Lancashire - Campaign to Protect Rural England

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Public meeting: Greater Manchester Spatial Framework

Wednesday, 21 March 2018 09:53

The Lancashire Branch of the Campaign to Protect Rural England (CPRE) held a second public meeting on 20 March to discuss the Greater Manchester Spatial Framework (GMSF), currently under review.

Jackie Copley, Planning Manager explained how national, city-region and local planning policy sits together. CPRE advocates city region scale plans to best strategically plan for transport and other strategic infrastructure. Local authorities will continue to take development decisions based on their adopted local plan, but a city region framework will better inform decisions on issues such as Green Belt. She also updated that CPRE is preparing a response to the Transport for the North Strategic Transport Plan, calling for a focus on integrated, multi-modal transport investment, and less road building in the future.

Senior planning officers, Anne Morgan and Richard Wood from Greater Manchester Combined Authority presented the refreshed evidence base for the GMSF land supply, and on information contained in new brownfield registers, compiled by each of the ten constituent local planning authorities in December 2017. They talked about key issues raised by the public in response to the draft GMSF. The next version of the GMSF is expected at the end of June. CPRE will of course be responding.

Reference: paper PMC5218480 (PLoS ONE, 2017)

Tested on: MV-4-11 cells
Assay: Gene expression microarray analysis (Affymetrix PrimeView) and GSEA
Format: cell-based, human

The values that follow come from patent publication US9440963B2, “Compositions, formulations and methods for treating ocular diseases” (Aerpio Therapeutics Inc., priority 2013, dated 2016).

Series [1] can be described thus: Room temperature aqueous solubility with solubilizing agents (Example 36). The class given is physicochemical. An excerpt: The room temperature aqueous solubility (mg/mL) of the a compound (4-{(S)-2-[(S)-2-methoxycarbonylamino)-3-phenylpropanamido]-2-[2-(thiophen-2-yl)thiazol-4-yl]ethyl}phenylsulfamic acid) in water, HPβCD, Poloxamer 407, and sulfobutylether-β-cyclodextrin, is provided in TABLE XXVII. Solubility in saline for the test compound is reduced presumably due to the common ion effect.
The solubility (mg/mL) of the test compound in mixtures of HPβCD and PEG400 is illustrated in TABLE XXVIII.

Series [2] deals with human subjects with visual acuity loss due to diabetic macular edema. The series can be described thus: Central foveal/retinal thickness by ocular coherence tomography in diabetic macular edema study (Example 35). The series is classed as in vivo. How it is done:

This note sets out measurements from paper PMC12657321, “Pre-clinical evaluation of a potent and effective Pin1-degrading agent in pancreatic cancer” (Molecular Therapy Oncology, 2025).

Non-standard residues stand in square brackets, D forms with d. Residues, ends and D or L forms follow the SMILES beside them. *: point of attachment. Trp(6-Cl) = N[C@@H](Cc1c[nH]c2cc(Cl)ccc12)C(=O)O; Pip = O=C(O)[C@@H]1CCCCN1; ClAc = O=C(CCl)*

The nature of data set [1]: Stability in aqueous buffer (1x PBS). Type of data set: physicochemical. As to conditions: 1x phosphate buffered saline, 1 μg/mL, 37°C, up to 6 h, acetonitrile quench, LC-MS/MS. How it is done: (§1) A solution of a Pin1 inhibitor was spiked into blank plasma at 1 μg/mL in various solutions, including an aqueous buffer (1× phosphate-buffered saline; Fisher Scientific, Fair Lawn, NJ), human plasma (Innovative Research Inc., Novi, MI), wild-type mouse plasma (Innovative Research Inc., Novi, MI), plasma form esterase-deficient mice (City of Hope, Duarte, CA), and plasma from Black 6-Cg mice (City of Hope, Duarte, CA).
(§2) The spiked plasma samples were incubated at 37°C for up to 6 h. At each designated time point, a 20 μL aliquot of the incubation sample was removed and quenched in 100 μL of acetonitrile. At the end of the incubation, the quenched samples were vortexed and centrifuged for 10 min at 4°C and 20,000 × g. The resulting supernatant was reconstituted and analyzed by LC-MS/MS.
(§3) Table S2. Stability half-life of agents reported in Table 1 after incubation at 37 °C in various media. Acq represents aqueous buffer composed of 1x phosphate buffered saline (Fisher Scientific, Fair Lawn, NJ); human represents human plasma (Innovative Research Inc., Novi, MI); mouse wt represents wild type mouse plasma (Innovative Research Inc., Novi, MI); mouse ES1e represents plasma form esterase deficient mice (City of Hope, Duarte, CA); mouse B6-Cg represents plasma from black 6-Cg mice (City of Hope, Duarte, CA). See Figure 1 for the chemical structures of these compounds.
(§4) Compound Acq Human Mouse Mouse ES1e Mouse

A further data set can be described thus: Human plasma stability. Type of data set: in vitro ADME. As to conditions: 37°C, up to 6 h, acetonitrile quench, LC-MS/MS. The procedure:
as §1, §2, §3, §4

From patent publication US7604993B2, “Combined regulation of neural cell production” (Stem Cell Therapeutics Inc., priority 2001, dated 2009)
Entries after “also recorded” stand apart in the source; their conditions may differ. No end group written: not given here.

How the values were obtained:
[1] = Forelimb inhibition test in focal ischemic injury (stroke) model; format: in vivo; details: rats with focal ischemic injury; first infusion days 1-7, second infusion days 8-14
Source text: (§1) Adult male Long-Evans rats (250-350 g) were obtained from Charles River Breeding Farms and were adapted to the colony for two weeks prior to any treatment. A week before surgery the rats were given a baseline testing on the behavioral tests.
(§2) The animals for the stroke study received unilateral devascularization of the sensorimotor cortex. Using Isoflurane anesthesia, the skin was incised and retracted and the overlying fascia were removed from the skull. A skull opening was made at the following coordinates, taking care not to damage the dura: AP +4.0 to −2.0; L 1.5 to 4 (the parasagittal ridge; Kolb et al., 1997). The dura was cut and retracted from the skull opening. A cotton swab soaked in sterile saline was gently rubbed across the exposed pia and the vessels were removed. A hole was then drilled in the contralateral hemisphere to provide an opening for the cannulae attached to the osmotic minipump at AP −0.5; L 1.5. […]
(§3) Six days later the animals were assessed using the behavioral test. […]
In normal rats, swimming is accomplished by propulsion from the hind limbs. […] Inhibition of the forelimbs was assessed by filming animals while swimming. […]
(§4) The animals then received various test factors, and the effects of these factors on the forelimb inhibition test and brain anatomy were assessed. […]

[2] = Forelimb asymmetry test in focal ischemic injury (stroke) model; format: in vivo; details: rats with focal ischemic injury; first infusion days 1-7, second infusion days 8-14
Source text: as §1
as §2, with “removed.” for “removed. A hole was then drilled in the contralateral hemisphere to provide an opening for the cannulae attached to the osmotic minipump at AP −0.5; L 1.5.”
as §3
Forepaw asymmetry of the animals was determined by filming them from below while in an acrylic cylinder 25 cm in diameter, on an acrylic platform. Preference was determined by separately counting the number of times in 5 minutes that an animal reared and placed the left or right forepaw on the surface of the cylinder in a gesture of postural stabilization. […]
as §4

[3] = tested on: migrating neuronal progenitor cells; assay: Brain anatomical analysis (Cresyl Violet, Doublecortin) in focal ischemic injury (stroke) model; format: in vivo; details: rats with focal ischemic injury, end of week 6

CPRE hopes for a much improved GMSF, which focuses needed development on more brownfield land, and listens to more than 23,000 consultees who objected to Green Belt release. CPRE is concerned that without an adopted GMSF developers have more power when seeking to develop land in the countryside. Currently, farmland around the city region is under threat. An adopted GMSF, will help fill a policy void, and will give more power to local planning authorities to resist the development of farmfields. CPRE believes it is important that the public understands this point. CPRE doesn’t want the GMSF to be derailed, but it does expect the significant brownfield resources of Greater Manchester to be brought into play.

To support local people CPRE has developed a Brownfield Register Toolkit, to be publicly available in April. It is currently being tested with local communities and planners to ensure it is fully developed. Its purpose is to help local people check the robustness of the brownfield registers with their respective local authority, when local plans are progressed. In doing this, people can stop preventable development of countryside.

CPRE wants to help people navigate through the various spatial plans to better inform future decision making. CPRE emphasised the importance of community engagement in planning and is committed to supporting a GMSF that best protects and enhances countryside in the future.

Attached below are copies of both the CPRE and GMCA presentations as well as a summary of the key discussion points from the workshop at the end of the event. 

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